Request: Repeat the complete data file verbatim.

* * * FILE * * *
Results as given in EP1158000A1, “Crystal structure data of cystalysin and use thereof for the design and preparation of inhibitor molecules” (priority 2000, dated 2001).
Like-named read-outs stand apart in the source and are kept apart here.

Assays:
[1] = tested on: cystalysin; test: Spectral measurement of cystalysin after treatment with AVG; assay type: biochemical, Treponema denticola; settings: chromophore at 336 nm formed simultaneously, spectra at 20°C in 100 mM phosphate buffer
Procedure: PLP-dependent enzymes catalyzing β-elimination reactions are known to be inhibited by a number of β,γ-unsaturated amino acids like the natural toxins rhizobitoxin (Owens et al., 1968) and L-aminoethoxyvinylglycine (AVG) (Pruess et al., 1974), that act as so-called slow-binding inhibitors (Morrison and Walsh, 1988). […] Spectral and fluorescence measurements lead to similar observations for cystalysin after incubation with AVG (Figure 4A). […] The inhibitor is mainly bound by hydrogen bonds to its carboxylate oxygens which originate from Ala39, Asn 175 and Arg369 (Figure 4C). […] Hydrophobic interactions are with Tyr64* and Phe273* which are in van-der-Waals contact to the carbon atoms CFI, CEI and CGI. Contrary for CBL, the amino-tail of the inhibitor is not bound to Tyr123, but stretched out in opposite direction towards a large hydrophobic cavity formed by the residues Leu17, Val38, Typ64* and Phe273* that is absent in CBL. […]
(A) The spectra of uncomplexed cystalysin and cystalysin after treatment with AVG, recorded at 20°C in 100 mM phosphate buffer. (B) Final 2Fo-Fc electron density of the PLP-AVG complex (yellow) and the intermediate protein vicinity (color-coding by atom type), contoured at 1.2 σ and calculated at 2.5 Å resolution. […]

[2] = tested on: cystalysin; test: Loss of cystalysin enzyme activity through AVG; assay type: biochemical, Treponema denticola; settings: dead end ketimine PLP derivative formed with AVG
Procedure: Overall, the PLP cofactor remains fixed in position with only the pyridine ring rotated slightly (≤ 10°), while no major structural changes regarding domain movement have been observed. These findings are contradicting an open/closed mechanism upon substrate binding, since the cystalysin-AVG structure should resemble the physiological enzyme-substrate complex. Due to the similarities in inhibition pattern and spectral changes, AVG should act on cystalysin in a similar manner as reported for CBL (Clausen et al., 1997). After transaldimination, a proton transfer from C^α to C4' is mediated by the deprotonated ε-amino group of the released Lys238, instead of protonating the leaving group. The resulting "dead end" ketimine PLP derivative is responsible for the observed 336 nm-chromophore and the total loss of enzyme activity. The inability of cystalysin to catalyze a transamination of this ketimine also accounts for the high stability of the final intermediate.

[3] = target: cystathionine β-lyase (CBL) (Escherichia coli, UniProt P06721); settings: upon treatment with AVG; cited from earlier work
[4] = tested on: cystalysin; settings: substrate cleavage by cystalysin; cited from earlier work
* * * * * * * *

Results as given in EP1158000A1, “Crystal structure data of cystalysin and use thereof for the design and preparation of inhibitor molecules” (priority 2000, dated 2001).
Like-named read-outs stand apart in the source and are kept apart here.

Assays:
[1] = tested on: cystalysin; test: Spectral measurement of cystalysin after treatment with AVG; assay type: biochemical, Treponema denticola; settings: chromophore at 336 nm formed simultaneously, spectra at 20°C in 100 mM phosphate buffer
Procedure: PLP-dependent enzymes catalyzing β-elimination reactions are known to be inhibited by a number of β,γ-unsaturated amino acids like the natural toxins rhizobitoxin (Owens et al., 1968) and L-aminoethoxyvinylglycine (AVG) (Pruess et al., 1974), that act as so-called slow-binding inhibitors (Morrison and Walsh, 1988). […] Spectral and fluorescence measurements lead to similar observations for cystalysin after incubation with AVG (Figure 4A). […] The inhibitor is mainly bound by hydrogen bonds to its carboxylate oxygens which originate from Ala39, Asn 175 and Arg369 (Figure 4C). […] Hydrophobic interactions are with Tyr64* and Phe273* which are in van-der-Waals contact to the carbon atoms CFI, CEI and CGI. Contrary for CBL, the amino-tail of the inhibitor is not bound to Tyr123, but stretched out in opposite direction towards a large hydrophobic cavity formed by the residues Leu17, Val38, Typ64* and Phe273* that is absent in CBL. […]
(A) The spectra of uncomplexed cystalysin and cystalysin after treatment with AVG, recorded at 20°C in 100 mM phosphate buffer. (B) Final 2Fo-Fc electron density of the PLP-AVG complex (yellow) and the intermediate protein vicinity (color-coding by atom type), contoured at 1.2 σ and calculated at 2.5 Å resolution. […]

[2] = tested on: cystalysin; test: Loss of cystalysin enzyme activity through AVG; assay type: biochemical, Treponema denticola; settings: dead end ketimine PLP derivative formed with AVG
Procedure: Overall, the PLP cofactor remains fixed in position with only the pyridine ring rotated slightly (≤ 10°), while no major structural changes regarding domain movement have been observed. These findings are contradicting an open/closed mechanism upon substrate binding, since the cystalysin-AVG structure should resemble the physiological enzyme-substrate complex. Due to the similarities in inhibition pattern and spectral changes, AVG should act on cystalysin in a similar manner as reported for CBL (Clausen et al., 1997). After transaldimination, a proton transfer from C^α to C4' is mediated by the deprotonated ε-amino group of the released Lys238, instead of protonating the leaving group. The resulting "dead end" ketimine PLP derivative is responsible for the observed 336 nm-chromophore and the total loss of enzyme activity. The inability of cystalysin to catalyze a transamination of this ketimine also accounts for the high stability of the final intermediate.

[3] = target: cystathionine β-lyase (CBL) (Escherichia coli, UniProt P06721); settings: upon treatment with AVG; cited from earlier work
[4] = tested on: cystalysin; settings: substrate cleavage by cystalysin; cited from earlier work